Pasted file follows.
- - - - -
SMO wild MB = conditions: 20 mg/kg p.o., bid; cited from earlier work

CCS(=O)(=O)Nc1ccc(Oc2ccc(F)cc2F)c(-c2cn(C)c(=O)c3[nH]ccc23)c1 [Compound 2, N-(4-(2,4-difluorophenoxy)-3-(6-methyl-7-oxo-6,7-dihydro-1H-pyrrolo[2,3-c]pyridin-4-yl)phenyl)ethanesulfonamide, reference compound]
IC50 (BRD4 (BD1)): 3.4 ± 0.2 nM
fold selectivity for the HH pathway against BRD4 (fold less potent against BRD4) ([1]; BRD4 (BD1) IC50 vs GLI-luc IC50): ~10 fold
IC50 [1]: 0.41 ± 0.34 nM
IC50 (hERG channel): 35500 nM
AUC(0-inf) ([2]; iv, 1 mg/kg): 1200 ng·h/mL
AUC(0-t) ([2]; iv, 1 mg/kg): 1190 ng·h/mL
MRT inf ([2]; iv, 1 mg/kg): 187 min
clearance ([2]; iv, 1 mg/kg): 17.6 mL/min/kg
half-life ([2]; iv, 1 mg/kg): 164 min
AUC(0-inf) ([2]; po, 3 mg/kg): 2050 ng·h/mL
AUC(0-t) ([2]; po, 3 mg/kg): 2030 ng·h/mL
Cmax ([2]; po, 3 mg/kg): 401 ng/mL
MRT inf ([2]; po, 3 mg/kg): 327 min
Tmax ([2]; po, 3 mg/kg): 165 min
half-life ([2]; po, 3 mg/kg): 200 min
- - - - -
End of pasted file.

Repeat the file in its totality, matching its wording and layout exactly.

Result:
SMO wild MB = conditions: 20 mg/kg p.o., bid; cited from earlier work

CCS(=O)(=O)Nc1ccc(Oc2ccc(F)cc2F)c(-c2cn(C)c(=O)c3[nH]ccc23)c1 [Compound 2, N-(4-(2,4-difluorophenoxy)-3-(6-methyl-7-oxo-6,7-dihydro-1H-pyrrolo[2,3-c]pyridin-4-yl)phenyl)ethanesulfonamide, reference compound]
IC50 (BRD4 (BD1)): 3.4 ± 0.2 nM
fold selectivity for the HH pathway against BRD4 (fold less potent against BRD4) ([1]; BRD4 (BD1) IC50 vs GLI-luc IC50): ~10 fold
IC50 [1]: 0.41 ± 0.34 nM
IC50 (hERG channel): 35500 nM
AUC(0-inf) ([2]; iv, 1 mg/kg): 1200 ng·h/mL
AUC(0-t) ([2]; iv, 1 mg/kg): 1190 ng·h/mL
MRT inf ([2]; iv, 1 mg/kg): 187 min
clearance ([2]; iv, 1 mg/kg): 17.6 mL/min/kg
half-life ([2]; iv, 1 mg/kg): 164 min
AUC(0-inf) ([2]; po, 3 mg/kg): 2050 ng·h/mL
AUC(0-t) ([2]; po, 3 mg/kg): 2030 ng·h/mL
Cmax ([2]; po, 3 mg/kg): 401 ng/mL
MRT inf ([2]; po, 3 mg/kg): 327 min
Tmax ([2]; po, 3 mg/kg): 165 min
half-life ([2]; po, 3 mg/kg): 200 min